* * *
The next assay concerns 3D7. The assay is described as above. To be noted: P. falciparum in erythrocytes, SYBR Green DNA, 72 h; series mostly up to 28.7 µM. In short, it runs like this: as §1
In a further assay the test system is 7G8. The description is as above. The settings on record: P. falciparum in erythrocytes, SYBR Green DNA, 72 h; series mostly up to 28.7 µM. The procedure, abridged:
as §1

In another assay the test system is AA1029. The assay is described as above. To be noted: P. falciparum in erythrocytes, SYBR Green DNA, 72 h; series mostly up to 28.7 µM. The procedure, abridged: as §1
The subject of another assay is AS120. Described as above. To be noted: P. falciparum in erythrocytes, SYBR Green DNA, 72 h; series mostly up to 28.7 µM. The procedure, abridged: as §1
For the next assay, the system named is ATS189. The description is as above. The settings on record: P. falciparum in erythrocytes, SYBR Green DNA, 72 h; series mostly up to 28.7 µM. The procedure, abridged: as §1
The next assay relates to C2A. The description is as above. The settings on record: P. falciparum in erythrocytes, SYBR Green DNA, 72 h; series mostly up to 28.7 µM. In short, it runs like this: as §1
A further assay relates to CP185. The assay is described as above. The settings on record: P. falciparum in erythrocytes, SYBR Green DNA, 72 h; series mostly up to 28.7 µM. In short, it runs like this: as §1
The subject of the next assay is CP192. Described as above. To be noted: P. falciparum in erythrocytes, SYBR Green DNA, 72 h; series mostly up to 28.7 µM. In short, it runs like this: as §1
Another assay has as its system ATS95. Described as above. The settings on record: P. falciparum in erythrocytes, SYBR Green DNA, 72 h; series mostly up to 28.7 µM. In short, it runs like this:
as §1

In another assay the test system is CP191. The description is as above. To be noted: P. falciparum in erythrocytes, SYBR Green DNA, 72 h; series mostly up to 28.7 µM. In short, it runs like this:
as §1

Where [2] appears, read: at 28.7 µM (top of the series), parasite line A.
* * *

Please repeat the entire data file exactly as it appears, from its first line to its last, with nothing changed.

The next assay concerns 3D7. The assay is described as above. To be noted: P. falciparum in erythrocytes, SYBR Green DNA, 72 h; series mostly up to 28.7 µM. In short, it runs like this: as §1
In a further assay the test system is 7G8. The description is as above. The settings on record: P. falciparum in erythrocytes, SYBR Green DNA, 72 h; series mostly up to 28.7 µM. The procedure, abridged:
as §1

In another assay the test system is AA1029. The assay is described as above. To be noted: P. falciparum in erythrocytes, SYBR Green DNA, 72 h; series mostly up to 28.7 µM. The procedure, abridged: as §1
The subject of another assay is AS120. Described as above. To be noted: P. falciparum in erythrocytes, SYBR Green DNA, 72 h; series mostly up to 28.7 µM. The procedure, abridged: as §1
For the next assay, the system named is ATS189. The description is as above. The settings on record: P. falciparum in erythrocytes, SYBR Green DNA, 72 h; series mostly up to 28.7 µM. The procedure, abridged: as §1
The next assay relates to C2A. The description is as above. The settings on record: P. falciparum in erythrocytes, SYBR Green DNA, 72 h; series mostly up to 28.7 µM. In short, it runs like this: as §1
A further assay relates to CP185. The assay is described as above. The settings on record: P. falciparum in erythrocytes, SYBR Green DNA, 72 h; series mostly up to 28.7 µM. In short, it runs like this: as §1
The subject of the next assay is CP192. Described as above. To be noted: P. falciparum in erythrocytes, SYBR Green DNA, 72 h; series mostly up to 28.7 µM. In short, it runs like this: as §1
Another assay has as its system ATS95. Described as above. The settings on record: P. falciparum in erythrocytes, SYBR Green DNA, 72 h; series mostly up to 28.7 µM. In short, it runs like this:
as §1

In another assay the test system is CP191. The description is as above. To be noted: P. falciparum in erythrocytes, SYBR Green DNA, 72 h; series mostly up to 28.7 µM. In short, it runs like this:
as §1

Where [2] appears, read: at 28.7 µM (top of the series), parasite line A.